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I have been chosen to be responsible for rolling out Scrum in my small 5 man software development team. I am also a developer at the same time.

I have experience being in a non-agile team and having it rolled out and I know Scrum favours interaction over process and documentation.

My boss has just emailed me and said he wants me to fully document the whole Scrum process for him and the team - this is something that doesn't sound needed or useful.

The team understands the basic process why do they need powerpoint presentations etc.

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    Have you bothered to ask your boss why he wants this, what the acceptance criteria are, etc? – Doug B Aug 1 '12 at 14:06
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Full disclosure: I am no Scrum expert, nor do I use Scrum in my daily activities.

I get what you are saying, though. What may be beneficial to your team is creating a presentation that goes through real examples, and real pitfalls associated with the process. You could make this much more engaging than a drab design document or checklist. If you are really getting pushed for more 'official' writing, see if your boss would foot the bill for some assigned reading of a popular Scrum book.

However, I would say that if Scrum had no need for documentation, there wouldn't be books on it on Amazon ;P

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The Scrum Guide is the official documentation of the Scrum framework. It is a non-technical document that addresses roles, goals, events, artifacts, and more. It is also a fairly brief read at about 13 pages of content.

If your boss wants to learn the basics of Scrum, there is no need to reinvent the wheel. I would recommend providing him a copy of the Scrum Guide, along with:

  • When the review, retrospective, planning, and daily scrum meetings will be held
  • Which employees will be product owner, scrum master, or on the development team
  • Where the scrum artifacts will be stored or how the scrum artifacts will fit into an existing configuration management plan

It depends on your organization's level of documenting policies. A lot of our documentation of management policies simply cite the Scrum Guide for reference.

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I would think it the same way as a requirement. When planning, everyone understands it, when implementing, all sorts of things can happen if you don't have a nice user story written.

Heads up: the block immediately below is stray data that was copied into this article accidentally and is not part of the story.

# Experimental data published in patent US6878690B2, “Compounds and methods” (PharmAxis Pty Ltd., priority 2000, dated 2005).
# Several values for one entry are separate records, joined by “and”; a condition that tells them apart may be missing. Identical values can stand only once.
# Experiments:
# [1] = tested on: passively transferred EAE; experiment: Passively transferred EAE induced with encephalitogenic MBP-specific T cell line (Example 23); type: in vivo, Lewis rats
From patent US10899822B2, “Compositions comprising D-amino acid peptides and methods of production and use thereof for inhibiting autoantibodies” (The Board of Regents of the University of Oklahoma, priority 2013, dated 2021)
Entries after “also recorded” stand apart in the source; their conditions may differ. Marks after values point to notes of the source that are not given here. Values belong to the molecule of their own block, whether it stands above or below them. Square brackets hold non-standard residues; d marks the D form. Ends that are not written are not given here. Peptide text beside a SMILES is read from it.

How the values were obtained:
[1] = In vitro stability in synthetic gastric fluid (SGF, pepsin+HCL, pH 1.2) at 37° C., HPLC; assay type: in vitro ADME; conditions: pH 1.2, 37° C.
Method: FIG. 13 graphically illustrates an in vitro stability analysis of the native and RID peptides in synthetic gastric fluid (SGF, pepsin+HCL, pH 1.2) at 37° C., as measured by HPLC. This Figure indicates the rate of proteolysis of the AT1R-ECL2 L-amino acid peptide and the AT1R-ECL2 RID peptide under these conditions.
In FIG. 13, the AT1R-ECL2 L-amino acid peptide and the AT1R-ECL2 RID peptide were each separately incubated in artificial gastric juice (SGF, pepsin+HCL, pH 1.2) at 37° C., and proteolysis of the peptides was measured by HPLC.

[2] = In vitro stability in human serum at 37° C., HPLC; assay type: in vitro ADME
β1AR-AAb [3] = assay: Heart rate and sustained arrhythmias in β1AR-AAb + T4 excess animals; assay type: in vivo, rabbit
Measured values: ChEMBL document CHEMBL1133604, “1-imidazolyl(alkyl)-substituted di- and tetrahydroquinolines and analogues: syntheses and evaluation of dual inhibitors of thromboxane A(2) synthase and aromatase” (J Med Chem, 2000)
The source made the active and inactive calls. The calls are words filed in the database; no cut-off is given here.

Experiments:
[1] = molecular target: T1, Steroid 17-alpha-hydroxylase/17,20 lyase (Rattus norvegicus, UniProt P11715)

Taken from one of the core practices of Kanban:

Make Policies Explicit: Until the mechanism of a process is made explicit it is often hard or impossible to hold a discussion about improving it. Without an explicit understanding of how things work and how work is actually done, any discussion of problems tends to be emotional, anecdotal and subjective. With an explicit understanding it is possible to move to a more rational, empirical, objective discussion of issues. This is more likely to facilitate consensus around improvement suggestions.

So, when dealing with processes and requirements, I think it's better to have it nicely written down somewhere, and never assume that what you think is what everyone else thinks. And remember that no team come up immediately as a Scrum (or agile) team, it's needed some time until everyone interacts well with the process and start making documentations and other things obsolete, you can't just drop all docs next morning, even more if it's something new to your team.

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Defining the Correct Roles

I have been chosen to be responsible for rolling out Scrum in my small 5 man software development team. I am also a developer at the same time.

This is an inherent conflict of interest. The Scrum Master role is a core role that is deliberately distinct from being a member of the Team. In my personal experience, agile projects that do not make this distinction often flounder.

Clarifying Goals and Objectives

My boss has just emailed me and said he wants me to fully document the whole Scrum process for him and the team - this is something that doesn't sound needed or useful.

In the spirit of Scrum, you need to clarify the objective. My personal interpretation is that you are being asked to provide the team with some training on the Scrum process and its associated roles. However, you will only discover the true objective of the task by opening a dialog with your boss.

It may be useful (and certainly very agile!) to create a user story for this particular task. For example:

As a functional manager,
I would like a developer to provide some initial Scrum training to the Team
so that we have a starting point for adapting the methodology to our environment.

A user story like this will make the manager's goal clear to the team, and provide some scope to the information that should be conveyed in the training. It may also help explain why the manager feels the training is needed in the first place.

Most important of all, the user story will start a conversation about what Scrum means to both the manager and the team. A two-way dialog is an essential part of Scrum; without that dialog, the team will miss out on the core value proposition of the Scrum process.

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